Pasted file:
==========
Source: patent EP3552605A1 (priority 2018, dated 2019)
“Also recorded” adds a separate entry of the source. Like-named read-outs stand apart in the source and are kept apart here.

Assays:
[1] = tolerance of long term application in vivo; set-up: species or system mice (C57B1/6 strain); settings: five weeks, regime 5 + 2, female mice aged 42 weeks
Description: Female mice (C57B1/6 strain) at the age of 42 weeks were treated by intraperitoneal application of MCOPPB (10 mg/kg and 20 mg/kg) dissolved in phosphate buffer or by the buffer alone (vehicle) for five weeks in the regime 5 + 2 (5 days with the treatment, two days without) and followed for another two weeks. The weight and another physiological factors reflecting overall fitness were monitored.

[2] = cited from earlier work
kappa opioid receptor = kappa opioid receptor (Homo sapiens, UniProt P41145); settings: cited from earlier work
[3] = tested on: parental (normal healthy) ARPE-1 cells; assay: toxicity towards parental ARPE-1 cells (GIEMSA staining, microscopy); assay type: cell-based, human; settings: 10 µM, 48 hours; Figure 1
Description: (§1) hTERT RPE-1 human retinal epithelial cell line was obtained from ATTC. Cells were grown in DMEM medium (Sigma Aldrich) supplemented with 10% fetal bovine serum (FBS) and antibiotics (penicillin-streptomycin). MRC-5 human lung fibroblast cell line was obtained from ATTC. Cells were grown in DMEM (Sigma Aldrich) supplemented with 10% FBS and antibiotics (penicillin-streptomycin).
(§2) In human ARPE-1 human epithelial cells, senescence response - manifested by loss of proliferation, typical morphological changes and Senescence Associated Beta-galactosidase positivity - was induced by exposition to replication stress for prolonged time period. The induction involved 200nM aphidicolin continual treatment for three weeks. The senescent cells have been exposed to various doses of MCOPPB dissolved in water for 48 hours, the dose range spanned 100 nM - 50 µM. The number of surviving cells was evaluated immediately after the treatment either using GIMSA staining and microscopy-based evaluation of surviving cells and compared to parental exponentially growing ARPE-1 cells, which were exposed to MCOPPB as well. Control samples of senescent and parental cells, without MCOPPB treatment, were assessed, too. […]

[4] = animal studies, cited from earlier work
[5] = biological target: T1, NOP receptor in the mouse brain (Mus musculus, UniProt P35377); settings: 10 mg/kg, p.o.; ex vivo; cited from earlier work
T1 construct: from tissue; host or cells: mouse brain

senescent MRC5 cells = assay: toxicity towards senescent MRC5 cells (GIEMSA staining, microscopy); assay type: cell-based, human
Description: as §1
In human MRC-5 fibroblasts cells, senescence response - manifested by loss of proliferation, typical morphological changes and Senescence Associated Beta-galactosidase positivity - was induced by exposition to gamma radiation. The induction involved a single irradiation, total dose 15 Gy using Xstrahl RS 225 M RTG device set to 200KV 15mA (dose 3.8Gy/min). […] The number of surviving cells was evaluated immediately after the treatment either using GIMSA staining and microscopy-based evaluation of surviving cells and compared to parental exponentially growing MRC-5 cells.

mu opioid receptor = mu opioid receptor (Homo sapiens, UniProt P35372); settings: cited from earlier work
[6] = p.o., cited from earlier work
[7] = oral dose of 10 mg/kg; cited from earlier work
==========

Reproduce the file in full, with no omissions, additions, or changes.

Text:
Source: patent EP3552605A1 (priority 2018, dated 2019)
“Also recorded” adds a separate entry of the source. Like-named read-outs stand apart in the source and are kept apart here.

Assays:
[1] = tolerance of long term application in vivo; set-up: species or system mice (C57B1/6 strain); settings: five weeks, regime 5 + 2, female mice aged 42 weeks
Description: Female mice (C57B1/6 strain) at the age of 42 weeks were treated by intraperitoneal application of MCOPPB (10 mg/kg and 20 mg/kg) dissolved in phosphate buffer or by the buffer alone (vehicle) for five weeks in the regime 5 + 2 (5 days with the treatment, two days without) and followed for another two weeks. The weight and another physiological factors reflecting overall fitness were monitored.

[2] = cited from earlier work
kappa opioid receptor = kappa opioid receptor (Homo sapiens, UniProt P41145); settings: cited from earlier work
[3] = tested on: parental (normal healthy) ARPE-1 cells; assay: toxicity towards parental ARPE-1 cells (GIEMSA staining, microscopy); assay type: cell-based, human; settings: 10 µM, 48 hours; Figure 1
Description: (§1) hTERT RPE-1 human retinal epithelial cell line was obtained from ATTC. Cells were grown in DMEM medium (Sigma Aldrich) supplemented with 10% fetal bovine serum (FBS) and antibiotics (penicillin-streptomycin). MRC-5 human lung fibroblast cell line was obtained from ATTC. Cells were grown in DMEM (Sigma Aldrich) supplemented with 10% FBS and antibiotics (penicillin-streptomycin).
(§2) In human ARPE-1 human epithelial cells, senescence response - manifested by loss of proliferation, typical morphological changes and Senescence Associated Beta-galactosidase positivity - was induced by exposition to replication stress for prolonged time period. The induction involved 200nM aphidicolin continual treatment for three weeks. The senescent cells have been exposed to various doses of MCOPPB dissolved in water for 48 hours, the dose range spanned 100 nM - 50 µM. The number of surviving cells was evaluated immediately after the treatment either using GIMSA staining and microscopy-based evaluation of surviving cells and compared to parental exponentially growing ARPE-1 cells, which were exposed to MCOPPB as well. Control samples of senescent and parental cells, without MCOPPB treatment, were assessed, too. […]

[4] = animal studies, cited from earlier work
[5] = biological target: T1, NOP receptor in the mouse brain (Mus musculus, UniProt P35377); settings: 10 mg/kg, p.o.; ex vivo; cited from earlier work
T1 construct: from tissue; host or cells: mouse brain

senescent MRC5 cells = assay: toxicity towards senescent MRC5 cells (GIEMSA staining, microscopy); assay type: cell-based, human
Description: as §1
In human MRC-5 fibroblasts cells, senescence response - manifested by loss of proliferation, typical morphological changes and Senescence Associated Beta-galactosidase positivity - was induced by exposition to gamma radiation. The induction involved a single irradiation, total dose 15 Gy using Xstrahl RS 225 M RTG device set to 200KV 15mA (dose 3.8Gy/min). […] The number of surviving cells was evaluated immediately after the treatment either using GIMSA staining and microscopy-based evaluation of surviving cells and compared to parental exponentially growing MRC-5 cells.

mu opioid receptor = mu opioid receptor (Homo sapiens, UniProt P35372); settings: cited from earlier work
[6] = p.o., cited from earlier work
[7] = oral dose of 10 mg/kg; cited from earlier work